Parents have expressed their outrage after it was revealed the head of a south London primary schools federation earned £370,000 last year.
Sir Craig Tunstall, who is head of the Gipsy Hill Federation, was paid £330,000 plus £44,000 in pension contributions by Lambeth council last year, newly released accounts reveal.
The executive head of eight council-run schools is Lambeth council’s best-paid employee and he is also believed to be the best-paid primary head in the UK, the Evening Standard reports.
Commenting on the figure, Lambeth Council say that Sir Craig’s pay is set by the federation’s board of governors, despite it coming out of the council’s accounts.
Sir Craig is also responsible for a Lambeth children’s centre, another one in Southwark and three schools in the same area. His salary is 80 per cent higher than the council’s chief executive and double the amount of Theresa May’s £143,400 wage.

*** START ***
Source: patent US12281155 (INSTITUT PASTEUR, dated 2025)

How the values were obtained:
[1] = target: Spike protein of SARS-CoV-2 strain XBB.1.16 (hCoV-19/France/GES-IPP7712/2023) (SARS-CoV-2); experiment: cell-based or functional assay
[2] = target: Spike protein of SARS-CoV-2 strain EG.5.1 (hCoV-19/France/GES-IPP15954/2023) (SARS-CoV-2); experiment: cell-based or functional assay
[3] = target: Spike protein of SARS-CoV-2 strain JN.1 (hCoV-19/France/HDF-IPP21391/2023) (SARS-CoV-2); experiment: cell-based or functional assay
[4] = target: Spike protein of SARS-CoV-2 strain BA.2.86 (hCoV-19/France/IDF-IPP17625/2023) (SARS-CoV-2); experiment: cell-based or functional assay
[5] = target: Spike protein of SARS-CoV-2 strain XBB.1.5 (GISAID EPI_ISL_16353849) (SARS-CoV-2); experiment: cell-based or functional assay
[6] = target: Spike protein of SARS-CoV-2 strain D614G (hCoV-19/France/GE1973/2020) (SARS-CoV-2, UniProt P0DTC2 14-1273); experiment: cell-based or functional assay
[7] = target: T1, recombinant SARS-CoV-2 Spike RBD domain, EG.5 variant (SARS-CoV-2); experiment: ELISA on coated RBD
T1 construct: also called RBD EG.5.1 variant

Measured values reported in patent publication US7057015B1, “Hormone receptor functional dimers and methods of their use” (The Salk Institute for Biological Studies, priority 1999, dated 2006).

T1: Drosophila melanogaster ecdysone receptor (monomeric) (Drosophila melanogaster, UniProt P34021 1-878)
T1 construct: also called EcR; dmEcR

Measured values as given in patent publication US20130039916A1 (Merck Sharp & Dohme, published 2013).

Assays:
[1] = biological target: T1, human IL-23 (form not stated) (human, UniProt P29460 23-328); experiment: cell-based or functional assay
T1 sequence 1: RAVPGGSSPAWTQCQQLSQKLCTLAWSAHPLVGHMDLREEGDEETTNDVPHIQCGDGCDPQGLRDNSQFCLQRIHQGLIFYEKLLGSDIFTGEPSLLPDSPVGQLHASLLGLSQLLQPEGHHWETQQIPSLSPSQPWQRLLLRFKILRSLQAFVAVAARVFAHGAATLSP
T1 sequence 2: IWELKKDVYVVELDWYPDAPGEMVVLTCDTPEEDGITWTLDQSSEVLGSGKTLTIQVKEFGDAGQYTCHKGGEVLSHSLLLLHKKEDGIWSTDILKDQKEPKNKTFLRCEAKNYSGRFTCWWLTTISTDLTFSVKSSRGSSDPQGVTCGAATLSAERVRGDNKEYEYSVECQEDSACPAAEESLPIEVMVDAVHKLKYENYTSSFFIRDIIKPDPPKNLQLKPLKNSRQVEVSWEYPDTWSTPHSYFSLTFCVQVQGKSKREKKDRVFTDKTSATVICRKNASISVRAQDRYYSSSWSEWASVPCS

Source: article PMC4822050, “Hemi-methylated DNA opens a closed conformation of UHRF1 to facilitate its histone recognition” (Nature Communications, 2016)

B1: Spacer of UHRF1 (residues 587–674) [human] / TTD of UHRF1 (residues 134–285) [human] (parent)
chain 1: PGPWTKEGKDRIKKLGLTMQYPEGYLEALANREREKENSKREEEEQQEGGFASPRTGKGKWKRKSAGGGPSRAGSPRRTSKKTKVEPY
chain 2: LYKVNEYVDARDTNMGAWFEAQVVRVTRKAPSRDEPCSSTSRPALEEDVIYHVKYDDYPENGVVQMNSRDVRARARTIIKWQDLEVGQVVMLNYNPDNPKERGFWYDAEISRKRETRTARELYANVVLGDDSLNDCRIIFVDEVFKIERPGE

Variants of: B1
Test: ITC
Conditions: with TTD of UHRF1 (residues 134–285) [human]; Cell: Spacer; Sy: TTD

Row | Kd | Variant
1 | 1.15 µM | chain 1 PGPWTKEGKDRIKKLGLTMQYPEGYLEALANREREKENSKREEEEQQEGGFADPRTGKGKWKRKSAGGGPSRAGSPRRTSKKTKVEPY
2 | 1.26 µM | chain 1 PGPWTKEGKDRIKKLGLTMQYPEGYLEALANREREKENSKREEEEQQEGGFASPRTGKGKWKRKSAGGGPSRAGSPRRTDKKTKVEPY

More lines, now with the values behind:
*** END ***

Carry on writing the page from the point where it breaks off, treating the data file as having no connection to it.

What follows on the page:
Numerous parents and residents took to social media to express their disgust.
Nick Toms posted on Facebook:
“It is outrageous that the head of a small number of primary schools should be paid £330K a year. He’s converting them to academies too so he will be untouchable.”
Seanie O’Shea added:
“What a shameful waste. This money should be used for improving education not management bank accounts.”
However, defended Sir Craig’s high salary.
James Lightfoot said:
“(He) oversees nine schools, well over 100 staff, nearly 2,000 plus pupils with track record of good to outstanding Ofsted reports and of retrieving some schools from special measures to outstanding in a few years. “Ultimately you get what you pay for? There are many others in our society who earn far more, but contribute far less.”
The head teacher was awarded a knighthood two and a half years ago for his services to education and is one of a group of national leaders of education trained to share their expertise with other schools.
Sir Craig’s career has not been all plain-sailing. He left Croydon’s Oval Primary School after just two days on the job in 2011 after harsh punishments for offences such as wearing the wrong coat and failing to stand in line prompted opposition from parents and council bosses.
A spokeswoman for the Gipsy Hill Federation has defended the salary publicly, saying the majority of schools run by Sir Craig had been rated outstanding.